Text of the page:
U.S. Sen. Joe Manchin’s position as a moderate Democrat in the red state of West Virginia has propped him up to be a powerful man in Washington these days.
Even though Manchin has signaled support with Republicans on several issues, the Biden administration is wooing him in order to push progressive ticket items in its economic stimulus package.
Yet, West Virginians are holding out hope that the senator stands firm on opposing items that could be detrimental to some of the state’s most important industries and small businesses.
“Democrats may have to pull back on some of the very progressive things that they would like to do right off the bat as voters here are starting to be a little more vocal that they want Senator Manchin to stand up for them,” FOX Business’s Edward Lawrence told "Varney & Co."
Manchin has made it clear that he would side with Republicans on several issues, including his opposition to the filibuster and a $15 minimum wage hike, and he has also urged President Biden to reconsider his executive order revoking a presidential permit for the Keystone XL oil pipeline.
However, the administration is attempting to curry favor with the senator by pushing infrastructure projects such as water lines and sewer lines, bridges and roads, expanded broadband in rural areas, as well as funding for trade schools. Biden has even suggested gradually increasing the minimum wage.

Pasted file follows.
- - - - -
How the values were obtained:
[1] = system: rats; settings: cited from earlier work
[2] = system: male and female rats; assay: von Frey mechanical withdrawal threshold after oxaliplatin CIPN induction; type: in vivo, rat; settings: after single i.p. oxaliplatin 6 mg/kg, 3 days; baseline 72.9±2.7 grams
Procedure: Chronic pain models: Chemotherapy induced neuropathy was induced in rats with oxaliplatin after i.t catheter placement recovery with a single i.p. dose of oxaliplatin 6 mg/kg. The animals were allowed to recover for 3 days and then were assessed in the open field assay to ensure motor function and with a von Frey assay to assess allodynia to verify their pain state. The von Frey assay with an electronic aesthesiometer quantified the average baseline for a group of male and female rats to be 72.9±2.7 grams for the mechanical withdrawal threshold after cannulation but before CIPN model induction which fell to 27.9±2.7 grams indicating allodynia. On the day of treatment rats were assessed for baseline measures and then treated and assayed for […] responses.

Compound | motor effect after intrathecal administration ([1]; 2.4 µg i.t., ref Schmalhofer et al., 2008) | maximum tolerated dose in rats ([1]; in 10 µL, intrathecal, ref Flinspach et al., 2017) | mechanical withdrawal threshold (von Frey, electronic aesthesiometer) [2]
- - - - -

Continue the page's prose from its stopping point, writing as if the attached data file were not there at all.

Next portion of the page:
Voters in West Virginia are sensing their senator’s newfound political power, which is drawing concern on whether Manchin -- a former governor of West Virginia -- will do the right thing, according to Lawrence.
Rob Peddicord, owner of Appalachia Hotel and Suites, is concerned that a $15 minimum wage could be damaging to his small hotel in Kingwood, W.Va., and that it does not belong in a Covid relief bill, according to Lawrence. Moreover, the state should not be providing any “blank-check bailout to any state that has mismanaged money,” part of Biden’s “American Rescue Plan.”
“You know we had to sacrifice a lot our state has and under Senator Joe Manchin,” Peddicord told FOX Business. “He did a great job as governor, I will give him that credit. He ran his state very well. I just wish he'd use some of those principles when he talks to these people in Washington. And Joe Biden, who got in office, he didn't run on all of these forty five executive actions. He didn't run on that. They act like it's mandated 'cause he won.’”
An owner of a leather design studio in Morgantown, W.Va., is also worried about Biden’s attempts to impose federal regulations, including a minimum wage.
“If you have somebody that wants to work for two dollars an hour and somebody wants to pay him two dollars an hour, then they ought to make their own decisions,” Charles McEwuen, owner of Tanner’s Alley Leather, told FOX Business. “I don't think the government should be in the business of regulating that sort of thing, because if the minimum wage goes up, then everything else goes up and it cuts into how much an employer can pay and how many people he can hire on a small small business level.”
Meanwhile, other voters are concerned about “the signal that was sent of canceling the Keystone Pipeline,” Lawrence said. “There’s another natural gas pipeline that needs to go through West Virginia. It is still waiting on federal permits.”
Even as Manchin could sway the power of a split Senate, his track record in West Virginia has many assured that he will not surrender to the progressive agenda.
“I think Senator Manchin is a very balanced senator,” McEwuen said. “He came from a small business background, and I think he knows the struggle that people are having. At the same time, I think he’s aware that you just can’t manufacture money. Somebody’s going to have to pay for it eventually somewhere.”
Fox Business' Edward Lawrence contributed to this story.